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EU: Parliament gives final approval for CSDDD

Final vote in the European Parliament 

On 24 April 2024, the European Parliament formally adopted the Corporate Sustainability Due Diligence Directive (CSDDD or CS3D) - see EP press release.  

The Parliament did not make any further changes to the text of the Directive so what has been formally adopted today is the same text that the Council endorsed on 15 March which included some significant concessions, especially on the scope of application (see FAQs on the upcoming Corporate Sustainability Due Diligence Directive: what has changed?).

Next steps 

The CSDDD is finally on its way to the finish line. Getting to this stage has not been easy, involving difficult negotiations between the Council and Parliament. 

The Directive now needs to be formally endorsed by the Council and published in the EU Official Journal. It will enter into force twenty days later. Member states will then have two years to transpose the new rules into their national laws. Transition periods will apply based on a staged approach, with actual entry into application of the CSDDD rules mid-2027 for the largest in-scope companies.

For large companies operating in the EU and their business partners, this is a pivotal turning point as the CSDDD supplements the duty to disclose sustainability-related information with a duty to act to foster sustainability and climate transition. The new rules impose far-reaching due diligence obligations on large companies operating in the EU and introduce an obligation for these companies to adopt and implement climate transition plans. The CSDDD also provides strict enforcement mechanisms to ensure compliance with its requirements.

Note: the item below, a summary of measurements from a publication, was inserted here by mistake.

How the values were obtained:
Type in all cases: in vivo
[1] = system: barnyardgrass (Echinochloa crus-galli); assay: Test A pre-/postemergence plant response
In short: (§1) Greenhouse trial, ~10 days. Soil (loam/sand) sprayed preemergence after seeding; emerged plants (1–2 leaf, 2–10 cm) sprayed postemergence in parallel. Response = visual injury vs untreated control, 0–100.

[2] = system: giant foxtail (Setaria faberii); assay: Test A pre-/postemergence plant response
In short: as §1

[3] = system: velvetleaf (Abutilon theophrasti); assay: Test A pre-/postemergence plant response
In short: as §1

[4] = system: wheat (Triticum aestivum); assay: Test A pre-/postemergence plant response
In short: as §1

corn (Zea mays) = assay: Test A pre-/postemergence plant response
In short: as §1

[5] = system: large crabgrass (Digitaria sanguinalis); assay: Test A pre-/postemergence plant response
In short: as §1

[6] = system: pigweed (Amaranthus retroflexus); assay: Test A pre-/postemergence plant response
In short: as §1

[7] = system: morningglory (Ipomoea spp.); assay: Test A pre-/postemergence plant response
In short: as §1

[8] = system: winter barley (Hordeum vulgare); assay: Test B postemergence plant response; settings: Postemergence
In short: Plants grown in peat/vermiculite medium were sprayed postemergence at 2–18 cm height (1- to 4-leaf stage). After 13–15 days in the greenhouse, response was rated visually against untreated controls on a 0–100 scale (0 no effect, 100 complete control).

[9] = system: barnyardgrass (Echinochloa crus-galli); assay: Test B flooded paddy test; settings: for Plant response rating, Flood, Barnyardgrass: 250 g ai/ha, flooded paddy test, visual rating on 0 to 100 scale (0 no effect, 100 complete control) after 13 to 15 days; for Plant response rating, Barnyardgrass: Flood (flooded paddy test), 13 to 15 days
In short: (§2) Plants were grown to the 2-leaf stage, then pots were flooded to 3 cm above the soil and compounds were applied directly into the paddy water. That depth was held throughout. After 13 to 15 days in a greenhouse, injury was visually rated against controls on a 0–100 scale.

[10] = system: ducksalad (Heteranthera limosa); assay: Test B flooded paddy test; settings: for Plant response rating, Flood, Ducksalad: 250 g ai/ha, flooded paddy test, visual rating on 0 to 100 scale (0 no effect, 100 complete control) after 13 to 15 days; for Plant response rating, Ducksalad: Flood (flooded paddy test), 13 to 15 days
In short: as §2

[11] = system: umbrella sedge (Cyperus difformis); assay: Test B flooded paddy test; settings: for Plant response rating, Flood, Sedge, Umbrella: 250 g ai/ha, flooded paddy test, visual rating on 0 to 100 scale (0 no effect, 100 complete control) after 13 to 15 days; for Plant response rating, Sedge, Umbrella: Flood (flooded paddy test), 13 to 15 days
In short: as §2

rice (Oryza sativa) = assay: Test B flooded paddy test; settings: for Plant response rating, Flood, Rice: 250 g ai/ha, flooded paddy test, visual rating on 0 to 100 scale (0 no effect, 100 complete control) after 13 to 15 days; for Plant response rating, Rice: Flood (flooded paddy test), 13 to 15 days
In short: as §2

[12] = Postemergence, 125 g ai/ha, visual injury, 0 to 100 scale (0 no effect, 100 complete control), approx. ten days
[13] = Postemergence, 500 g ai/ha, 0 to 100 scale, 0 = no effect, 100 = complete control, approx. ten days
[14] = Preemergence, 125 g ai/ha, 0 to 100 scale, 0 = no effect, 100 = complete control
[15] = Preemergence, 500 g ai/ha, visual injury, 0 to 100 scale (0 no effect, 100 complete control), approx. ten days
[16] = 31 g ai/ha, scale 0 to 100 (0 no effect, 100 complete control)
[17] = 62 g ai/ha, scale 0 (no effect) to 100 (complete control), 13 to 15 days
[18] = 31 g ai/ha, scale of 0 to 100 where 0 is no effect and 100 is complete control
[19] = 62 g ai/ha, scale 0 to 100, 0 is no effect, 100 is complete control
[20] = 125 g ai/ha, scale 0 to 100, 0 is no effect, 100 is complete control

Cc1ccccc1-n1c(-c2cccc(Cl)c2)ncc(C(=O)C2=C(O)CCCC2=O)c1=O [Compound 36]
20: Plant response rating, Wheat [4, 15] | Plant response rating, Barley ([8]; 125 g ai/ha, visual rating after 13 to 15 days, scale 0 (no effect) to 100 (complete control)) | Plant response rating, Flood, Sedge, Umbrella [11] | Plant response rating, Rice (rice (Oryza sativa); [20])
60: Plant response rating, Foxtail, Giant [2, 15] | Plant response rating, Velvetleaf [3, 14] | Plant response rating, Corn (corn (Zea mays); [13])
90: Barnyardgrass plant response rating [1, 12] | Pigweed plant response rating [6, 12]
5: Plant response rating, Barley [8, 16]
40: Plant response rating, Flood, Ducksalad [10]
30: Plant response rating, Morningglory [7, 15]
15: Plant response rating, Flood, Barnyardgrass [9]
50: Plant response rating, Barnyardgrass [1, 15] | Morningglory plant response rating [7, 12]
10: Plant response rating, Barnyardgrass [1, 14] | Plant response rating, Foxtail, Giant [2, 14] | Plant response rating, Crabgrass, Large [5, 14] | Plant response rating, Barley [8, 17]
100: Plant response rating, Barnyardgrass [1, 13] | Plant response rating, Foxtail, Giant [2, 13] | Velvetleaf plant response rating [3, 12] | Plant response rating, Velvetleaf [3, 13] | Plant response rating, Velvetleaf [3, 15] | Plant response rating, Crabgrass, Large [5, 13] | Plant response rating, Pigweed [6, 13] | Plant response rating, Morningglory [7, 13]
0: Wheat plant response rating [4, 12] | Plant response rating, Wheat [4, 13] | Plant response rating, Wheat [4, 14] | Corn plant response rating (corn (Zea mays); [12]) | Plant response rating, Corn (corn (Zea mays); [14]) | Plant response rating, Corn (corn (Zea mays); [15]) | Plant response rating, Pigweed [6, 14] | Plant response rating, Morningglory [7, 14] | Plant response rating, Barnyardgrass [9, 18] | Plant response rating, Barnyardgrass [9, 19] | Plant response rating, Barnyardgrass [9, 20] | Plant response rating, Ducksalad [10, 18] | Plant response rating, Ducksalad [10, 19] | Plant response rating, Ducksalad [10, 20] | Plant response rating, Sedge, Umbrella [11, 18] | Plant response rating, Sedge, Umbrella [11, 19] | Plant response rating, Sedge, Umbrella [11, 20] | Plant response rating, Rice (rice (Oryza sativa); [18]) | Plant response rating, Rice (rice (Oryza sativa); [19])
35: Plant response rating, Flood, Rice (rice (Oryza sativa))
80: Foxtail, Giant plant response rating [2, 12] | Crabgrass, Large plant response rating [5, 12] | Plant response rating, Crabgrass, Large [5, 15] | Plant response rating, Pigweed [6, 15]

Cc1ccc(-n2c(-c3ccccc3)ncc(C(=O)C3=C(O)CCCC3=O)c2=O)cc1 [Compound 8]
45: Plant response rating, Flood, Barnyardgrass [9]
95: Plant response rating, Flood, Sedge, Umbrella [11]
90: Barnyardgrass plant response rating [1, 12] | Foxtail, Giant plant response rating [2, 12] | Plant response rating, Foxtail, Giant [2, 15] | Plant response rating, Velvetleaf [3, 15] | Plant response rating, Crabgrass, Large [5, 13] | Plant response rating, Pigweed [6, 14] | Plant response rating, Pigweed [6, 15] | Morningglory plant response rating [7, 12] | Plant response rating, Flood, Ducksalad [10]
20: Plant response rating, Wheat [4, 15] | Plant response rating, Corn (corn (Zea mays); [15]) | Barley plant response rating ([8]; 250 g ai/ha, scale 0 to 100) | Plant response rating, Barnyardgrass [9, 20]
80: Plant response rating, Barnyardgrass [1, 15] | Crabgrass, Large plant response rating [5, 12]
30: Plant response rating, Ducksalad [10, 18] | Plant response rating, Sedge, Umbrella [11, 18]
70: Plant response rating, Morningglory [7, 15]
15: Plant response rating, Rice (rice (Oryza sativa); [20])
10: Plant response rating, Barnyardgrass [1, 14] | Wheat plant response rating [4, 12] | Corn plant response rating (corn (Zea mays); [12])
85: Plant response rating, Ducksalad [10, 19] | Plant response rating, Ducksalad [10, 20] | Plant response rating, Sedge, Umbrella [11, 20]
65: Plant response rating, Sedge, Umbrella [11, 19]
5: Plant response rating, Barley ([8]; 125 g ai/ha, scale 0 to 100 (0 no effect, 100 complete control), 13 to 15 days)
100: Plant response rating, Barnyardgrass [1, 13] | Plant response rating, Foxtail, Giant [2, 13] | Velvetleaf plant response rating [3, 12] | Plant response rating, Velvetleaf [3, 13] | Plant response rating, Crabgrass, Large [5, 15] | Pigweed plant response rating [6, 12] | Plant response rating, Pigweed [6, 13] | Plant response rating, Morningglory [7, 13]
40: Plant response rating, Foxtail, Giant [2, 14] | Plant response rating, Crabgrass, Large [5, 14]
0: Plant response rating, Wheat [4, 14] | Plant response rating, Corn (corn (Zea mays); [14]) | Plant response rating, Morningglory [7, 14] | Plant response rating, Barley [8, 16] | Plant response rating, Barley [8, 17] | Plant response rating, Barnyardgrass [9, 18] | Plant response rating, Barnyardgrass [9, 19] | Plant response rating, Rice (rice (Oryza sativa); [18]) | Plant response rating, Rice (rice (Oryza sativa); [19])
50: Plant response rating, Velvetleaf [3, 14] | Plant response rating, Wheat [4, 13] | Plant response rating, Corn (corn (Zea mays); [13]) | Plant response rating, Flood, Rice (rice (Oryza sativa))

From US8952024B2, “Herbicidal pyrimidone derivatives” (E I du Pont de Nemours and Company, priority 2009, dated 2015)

For more information on what changes have been made to the thresholds, whether and how the CSDDD applies to the financial sector, what it requires in respect of transition plans, and much more - see our CSDDD FAQs.

Webinar on 7 May 

We will be holding a webinar on 7 May 2024 to discuss what the outcome of the Parliament’s vote means, the key changes made to the CSDDD and its implications for businesses, as well as lessons learned from supply chain due diligence regimes in Germany and France. Click here to register. 

If you would like to discuss any aspect of the new regime and what this means for your organisation, please reach out to any of the key contacts on this blog post or your usual Linklaters contacts. 


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